Tim Allen: I'd choose Lapland with Mag, the kids and all my family as we haven’t spent a Christmas together since I was a child.

Katie Wilson: My favourite foodie event of the year is the Untamed Supper Clubs at the Rewilding. The guys don’t do Christmas dinner, but it feels like Christmas in a Viking long house in Michelle’s barn. Watch out for new dates from spring 2024. I love December and New Year at the Cartford Inn; those guys throw a disco ball party all twixmas.

Great British Life: Buche de noel will be Stosie's table on December 24. PHOTO: Getty ImagesBuche de noel will be Stosie's table on December 24. PHOTO: Getty Images

What’s your family Christmas dinner – and who cooks it?

Katie Wilson: It’s a tag team effort by the chap and me (fortunately he was a chef in a previous life). Everyone else, please back out of the kitchen and enjoy putting your feet up. It’s a traditional Honeywells Farm Shop turkey (and a rib of beef for New Year) loads of local veg, and crémant du loire fizz keeps the chefs happy.

Tim Allen: It will be the left overs from So-lo and it definitely won’t be me cooking!

Stosie Madi: We celebrate Christmas on December 24. We eat oysters and fois gras to start, roast duck and trimmings for main and a Buche de noel for pudding. December 25 is usually a cold meats and cold fish plates day, it’s our Boxing Day if you will, but living here we celebrate with an English Christmas lunch too. Boned stuffed and roast game birds, whole hams and all the usual trimmings. We all muck in and cook.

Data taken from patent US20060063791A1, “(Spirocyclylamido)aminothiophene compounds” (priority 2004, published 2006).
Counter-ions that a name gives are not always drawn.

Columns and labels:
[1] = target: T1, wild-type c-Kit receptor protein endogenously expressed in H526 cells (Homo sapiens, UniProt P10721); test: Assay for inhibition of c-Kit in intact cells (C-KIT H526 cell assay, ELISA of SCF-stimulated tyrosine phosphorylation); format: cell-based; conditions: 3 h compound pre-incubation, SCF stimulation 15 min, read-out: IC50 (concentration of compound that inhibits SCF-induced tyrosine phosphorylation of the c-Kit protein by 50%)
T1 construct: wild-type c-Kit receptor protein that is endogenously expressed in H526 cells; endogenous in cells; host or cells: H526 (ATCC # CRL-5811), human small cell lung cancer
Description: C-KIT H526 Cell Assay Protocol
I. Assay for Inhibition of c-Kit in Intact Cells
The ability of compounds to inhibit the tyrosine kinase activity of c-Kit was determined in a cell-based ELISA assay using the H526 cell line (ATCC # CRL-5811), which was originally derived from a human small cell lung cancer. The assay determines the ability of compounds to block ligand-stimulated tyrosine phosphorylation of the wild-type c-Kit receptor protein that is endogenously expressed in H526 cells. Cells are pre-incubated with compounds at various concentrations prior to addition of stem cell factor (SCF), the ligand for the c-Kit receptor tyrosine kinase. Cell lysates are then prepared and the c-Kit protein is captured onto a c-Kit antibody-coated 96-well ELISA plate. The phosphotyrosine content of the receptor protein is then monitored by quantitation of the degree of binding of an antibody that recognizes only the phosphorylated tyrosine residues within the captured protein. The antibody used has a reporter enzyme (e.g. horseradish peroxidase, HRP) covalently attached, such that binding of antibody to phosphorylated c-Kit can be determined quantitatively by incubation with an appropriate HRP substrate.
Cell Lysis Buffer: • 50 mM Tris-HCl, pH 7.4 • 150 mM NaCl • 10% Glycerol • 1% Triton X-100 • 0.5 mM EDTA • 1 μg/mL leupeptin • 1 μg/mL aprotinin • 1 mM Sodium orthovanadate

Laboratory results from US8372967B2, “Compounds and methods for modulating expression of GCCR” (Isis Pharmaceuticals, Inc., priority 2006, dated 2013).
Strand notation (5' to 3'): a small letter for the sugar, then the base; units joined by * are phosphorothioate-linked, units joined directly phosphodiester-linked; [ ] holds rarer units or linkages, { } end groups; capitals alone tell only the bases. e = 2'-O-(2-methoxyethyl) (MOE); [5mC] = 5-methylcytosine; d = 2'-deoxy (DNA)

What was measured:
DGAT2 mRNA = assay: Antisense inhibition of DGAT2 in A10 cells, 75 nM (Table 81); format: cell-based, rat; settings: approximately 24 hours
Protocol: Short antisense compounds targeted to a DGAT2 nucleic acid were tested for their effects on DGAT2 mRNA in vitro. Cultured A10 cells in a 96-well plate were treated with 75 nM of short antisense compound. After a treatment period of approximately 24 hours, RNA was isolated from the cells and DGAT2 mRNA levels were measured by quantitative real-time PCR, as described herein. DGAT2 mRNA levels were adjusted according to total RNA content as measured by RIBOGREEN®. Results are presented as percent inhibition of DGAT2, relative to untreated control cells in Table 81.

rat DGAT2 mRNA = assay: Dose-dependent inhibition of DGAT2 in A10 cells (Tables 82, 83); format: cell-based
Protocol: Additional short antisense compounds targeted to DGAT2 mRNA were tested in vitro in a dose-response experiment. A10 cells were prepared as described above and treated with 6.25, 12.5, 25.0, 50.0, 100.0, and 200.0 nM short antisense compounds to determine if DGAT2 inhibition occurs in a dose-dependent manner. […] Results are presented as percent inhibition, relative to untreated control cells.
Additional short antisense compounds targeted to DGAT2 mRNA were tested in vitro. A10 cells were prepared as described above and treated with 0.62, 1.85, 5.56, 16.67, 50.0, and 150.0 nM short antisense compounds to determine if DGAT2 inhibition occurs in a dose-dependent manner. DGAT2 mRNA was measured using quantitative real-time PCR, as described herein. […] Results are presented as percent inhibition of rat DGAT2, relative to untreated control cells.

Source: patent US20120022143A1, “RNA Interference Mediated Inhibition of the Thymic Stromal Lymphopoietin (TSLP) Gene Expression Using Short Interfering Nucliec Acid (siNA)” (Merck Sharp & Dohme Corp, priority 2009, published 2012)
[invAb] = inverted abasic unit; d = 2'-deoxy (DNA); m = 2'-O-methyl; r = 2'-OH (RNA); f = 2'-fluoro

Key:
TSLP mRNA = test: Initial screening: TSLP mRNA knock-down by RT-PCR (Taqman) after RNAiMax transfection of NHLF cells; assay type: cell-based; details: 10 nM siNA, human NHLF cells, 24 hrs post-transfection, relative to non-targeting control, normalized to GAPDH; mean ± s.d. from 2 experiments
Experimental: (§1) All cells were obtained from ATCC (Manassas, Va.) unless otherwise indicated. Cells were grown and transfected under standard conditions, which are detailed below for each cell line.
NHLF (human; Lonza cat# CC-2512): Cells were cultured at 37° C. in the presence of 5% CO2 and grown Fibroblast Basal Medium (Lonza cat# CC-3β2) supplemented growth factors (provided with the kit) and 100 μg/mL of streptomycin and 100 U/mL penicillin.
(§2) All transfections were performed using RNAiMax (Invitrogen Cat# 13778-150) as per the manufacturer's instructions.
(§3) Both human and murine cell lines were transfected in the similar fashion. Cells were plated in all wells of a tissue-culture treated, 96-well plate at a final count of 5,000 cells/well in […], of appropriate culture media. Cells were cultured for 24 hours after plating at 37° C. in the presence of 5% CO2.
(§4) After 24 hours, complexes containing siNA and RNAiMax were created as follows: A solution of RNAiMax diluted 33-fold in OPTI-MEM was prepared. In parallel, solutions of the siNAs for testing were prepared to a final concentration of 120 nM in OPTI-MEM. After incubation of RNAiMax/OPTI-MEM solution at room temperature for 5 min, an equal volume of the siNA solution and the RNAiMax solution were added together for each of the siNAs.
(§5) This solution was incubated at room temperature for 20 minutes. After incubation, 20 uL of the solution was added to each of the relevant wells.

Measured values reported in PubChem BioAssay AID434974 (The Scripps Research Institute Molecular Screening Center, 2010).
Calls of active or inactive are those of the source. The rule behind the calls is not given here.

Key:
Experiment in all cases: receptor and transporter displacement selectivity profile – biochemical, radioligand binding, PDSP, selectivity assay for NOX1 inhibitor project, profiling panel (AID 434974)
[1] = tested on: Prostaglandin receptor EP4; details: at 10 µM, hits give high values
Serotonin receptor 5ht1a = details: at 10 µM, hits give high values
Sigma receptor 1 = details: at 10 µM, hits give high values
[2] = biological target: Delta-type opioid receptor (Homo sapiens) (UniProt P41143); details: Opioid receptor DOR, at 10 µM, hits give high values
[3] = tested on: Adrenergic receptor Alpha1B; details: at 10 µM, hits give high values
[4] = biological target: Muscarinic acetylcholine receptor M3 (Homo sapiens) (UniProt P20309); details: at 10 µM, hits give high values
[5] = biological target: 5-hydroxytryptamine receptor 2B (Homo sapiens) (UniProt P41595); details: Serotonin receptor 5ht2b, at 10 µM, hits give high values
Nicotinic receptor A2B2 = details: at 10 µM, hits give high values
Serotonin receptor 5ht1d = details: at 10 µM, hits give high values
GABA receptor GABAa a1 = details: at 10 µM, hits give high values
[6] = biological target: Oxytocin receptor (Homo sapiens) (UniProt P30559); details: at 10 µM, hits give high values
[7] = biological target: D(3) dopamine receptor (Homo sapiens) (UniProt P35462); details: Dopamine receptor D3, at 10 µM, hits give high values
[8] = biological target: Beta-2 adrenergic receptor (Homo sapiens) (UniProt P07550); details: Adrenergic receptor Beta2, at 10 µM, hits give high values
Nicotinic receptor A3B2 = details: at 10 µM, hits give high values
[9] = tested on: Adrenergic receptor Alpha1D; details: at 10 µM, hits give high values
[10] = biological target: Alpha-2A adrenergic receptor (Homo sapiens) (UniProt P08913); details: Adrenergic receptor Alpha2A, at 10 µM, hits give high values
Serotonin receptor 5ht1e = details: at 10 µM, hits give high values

Steve Smith: I tend to have an Indian take-away in the evening, from the Kyber in Clitheroe, and a nice glass of red wine. I’m fed up of seeing turkey and all the traditional stuff by then.

Great British Life: Tim recommends a microplaner for the keen home chef in your life. PHOTO: Getty ImagesTim recommends a microplaner for the keen home chef in your life. PHOTO: Getty Images

What kitchen tool should every home cook be given?

Steve Smith: A temperature probe. It’s the one time of year when most households will be cooking meat so you want it to be the best it can be.

Stosie Madi: I think a good pan is an essential.

Katie Wilson: Last Christmas many of my folks received an Opinel Bread Knife and this year (spoiler alert family) stockings will be heavier with a Stockel size 20 Ice Cream Scoop. Both gifts are around £30.

The knife is as recommended and sold by bread legends, Aiden & Catherine at Lovingly Artisan of Kendal and the scoop is oerfect for local ices such as Rosy Goat low lactose choices, fabulous Farm on Fell gelato or Wallings Christmas Pud flavour.

Tim Allen: A microplane grater.

What one tip does every home cook need to know at Christmas?

Steve Smith: Be as organised as is humanly possible. Whatever meal you’re cooking it’s all about the preparation.

Stosie Madi: I agree, preparation is everything.

Tim Allen: Make sure you brine your turkey the day before it keeps it wonderfully moist and develop the flavours.

Katie Wilson: It will soon be over, so if you’ve been in full blown host mode, treat yourself in January. Go to or follow the Obsession Food Festival at Northcote, learn a new skill with Dale House Barn bread making classes, make marmalade with new season Seville oranges.